The unstoppable rise of the halal breakfast

From Mediterranean delicacies to halal takes on the classic English fry-up, Muslim-owned cafes across London are changing the way we start our days

Breakfast at Bowes Cafe and Bistro, London. Photography for Hyphen by Saima Khalid
A now-classic Mediterranean breakfast at Bowes Cafe and Bistro. Photography for Hyphen by Saima Khalid

Food is among the last things that British people are proud of, that lack of regard for our own cuisine often acts as a litmus test, of sorts, for national identity. One dish sits right at the heart of UK culture, though: the classic fry-up. Go to any cafe and it’s almost guaranteed to have a take on the time-honoured combination of eggs, bacon, sausages, mushrooms, some variety of fried potatoes and toasted bread with a generous slathering of butter.

The passion this meal arouses is so great that it comes in distinct national variations including the full English, full Scottish and full Welsh, all of which provoke fierce debate among connoisseurs — baked beans or not; are hash browns appropriate? It has also inspired an array of blogs and Instagram accounts dedicated to the best of the genre.

The ardent opinions and heated discussions about the fry-up have, however, largely ignored one of the most striking developments of the UK breakfast scene. In recent years, many of the north London cafes I frequent have been serving their own alternative. Typically billed simply as the Mediterranean breakfast, it is a hearty plateful comprising eggs, fried halloumi, salty cheese, sliced sucuk beef sausage, olives, cucumbers, fresh tomatoes and bread or toast. What’s more, among regular punters it seems just as popular as the traditional British celebration of protein, saturated fat, carbs and salt.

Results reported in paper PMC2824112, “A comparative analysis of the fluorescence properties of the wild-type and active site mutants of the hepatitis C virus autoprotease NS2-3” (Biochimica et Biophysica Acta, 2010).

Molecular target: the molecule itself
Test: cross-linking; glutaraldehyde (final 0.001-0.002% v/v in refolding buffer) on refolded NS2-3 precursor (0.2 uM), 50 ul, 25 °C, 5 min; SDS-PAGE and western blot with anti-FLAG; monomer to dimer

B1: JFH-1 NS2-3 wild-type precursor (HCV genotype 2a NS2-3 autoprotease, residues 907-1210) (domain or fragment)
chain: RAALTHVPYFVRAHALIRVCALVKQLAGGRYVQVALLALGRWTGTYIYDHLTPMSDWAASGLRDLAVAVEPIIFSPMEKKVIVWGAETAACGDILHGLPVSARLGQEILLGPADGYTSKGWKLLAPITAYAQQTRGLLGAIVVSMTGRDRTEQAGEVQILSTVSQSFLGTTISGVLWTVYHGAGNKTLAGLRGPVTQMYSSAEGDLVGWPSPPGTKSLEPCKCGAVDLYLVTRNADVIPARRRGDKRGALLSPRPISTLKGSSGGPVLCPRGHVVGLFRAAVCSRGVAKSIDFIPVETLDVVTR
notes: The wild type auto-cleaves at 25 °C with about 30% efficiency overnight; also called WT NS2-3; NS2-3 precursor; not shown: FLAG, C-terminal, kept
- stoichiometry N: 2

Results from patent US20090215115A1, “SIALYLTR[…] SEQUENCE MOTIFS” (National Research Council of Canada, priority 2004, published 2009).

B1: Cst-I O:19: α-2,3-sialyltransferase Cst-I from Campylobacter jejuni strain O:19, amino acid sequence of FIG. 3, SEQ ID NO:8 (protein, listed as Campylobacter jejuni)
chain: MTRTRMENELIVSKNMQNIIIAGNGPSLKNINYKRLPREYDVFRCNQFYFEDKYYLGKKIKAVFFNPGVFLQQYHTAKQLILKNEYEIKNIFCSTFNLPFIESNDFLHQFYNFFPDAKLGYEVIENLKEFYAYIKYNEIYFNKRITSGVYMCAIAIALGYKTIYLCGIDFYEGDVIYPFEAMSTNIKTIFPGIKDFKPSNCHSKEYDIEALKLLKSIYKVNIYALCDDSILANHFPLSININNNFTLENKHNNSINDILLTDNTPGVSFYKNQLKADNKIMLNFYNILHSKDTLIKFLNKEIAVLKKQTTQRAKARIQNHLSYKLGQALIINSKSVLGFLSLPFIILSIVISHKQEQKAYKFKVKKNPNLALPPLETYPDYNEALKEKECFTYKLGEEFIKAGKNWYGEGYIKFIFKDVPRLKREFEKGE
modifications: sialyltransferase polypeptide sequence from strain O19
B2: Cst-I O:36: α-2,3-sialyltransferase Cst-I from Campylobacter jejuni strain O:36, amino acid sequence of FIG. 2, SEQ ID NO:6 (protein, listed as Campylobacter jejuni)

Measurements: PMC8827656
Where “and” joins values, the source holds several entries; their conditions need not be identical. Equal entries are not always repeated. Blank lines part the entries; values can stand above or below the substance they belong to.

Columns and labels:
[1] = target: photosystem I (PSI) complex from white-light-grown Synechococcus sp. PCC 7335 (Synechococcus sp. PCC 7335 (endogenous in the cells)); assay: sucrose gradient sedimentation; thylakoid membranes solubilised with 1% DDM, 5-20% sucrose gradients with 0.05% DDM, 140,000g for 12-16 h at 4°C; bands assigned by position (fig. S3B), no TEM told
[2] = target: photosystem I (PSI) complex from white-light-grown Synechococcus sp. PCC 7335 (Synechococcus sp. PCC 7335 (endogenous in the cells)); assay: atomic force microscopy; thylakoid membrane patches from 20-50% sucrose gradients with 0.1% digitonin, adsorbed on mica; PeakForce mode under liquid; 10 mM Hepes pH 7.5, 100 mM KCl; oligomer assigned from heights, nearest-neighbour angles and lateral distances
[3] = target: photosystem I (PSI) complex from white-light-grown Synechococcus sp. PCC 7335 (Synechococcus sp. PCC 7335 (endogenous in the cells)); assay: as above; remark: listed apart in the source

The meal is clearly influenced by the Greek, Cypriot and Turkish communities that have for decades flourished in areas such as Manor House, Turnpike Lane and Wood Green. While the owners of many of London’s remaining old-school greasy spoons come from those communities, their customers reflect the diversity of the city. The growing popularity of the Mediterranean breakfast has provided an opportunity for restaurant owners to offer those patrons a variety of dishes that have not been part of the standard cafe repertoire.

Now, shakshuka and cilbir — Turkish poached eggs served on a bed of garlicky yoghurt — are firm favourites among the regulars at Bowes Cafe in Bounds Green. Bowes, which happens to be my local, is a quintessential example of why British cafes are so well loved. From its warm, inviting atmosphere to its hearty portion sizes and varied menu, there’s a reason I’m in there nearly every weekend. 

“When I took over five years ago, I was undecided whether to keep it as it was — a typical builders’ cafe — or updating it and readjusting everything with today’s trends,” says owner Alev Kotch. 

Kotch was five years old when her dad bought his first cafe in Hoxton. She grew up making and serving classic cafe staples, including the sausages, eggs and chips that would make up its traditional full English. A few years ago, feeling dissatisfied with her project management job, she jumped at the opportunity to take over the cafe’s lease. 

During her early years at Bowes, Kotch recalls customers from a variety of ethnic backgrounds asking her to add items to their morning meals not normally included in the traditional fry-up. Requests ranged from salad to cold cuts of pastrami and toast with honey. When she took over, those memories gave her the confidence to put together a menu that both reflected her identity and catered for the wide-ranging palates of her clientele.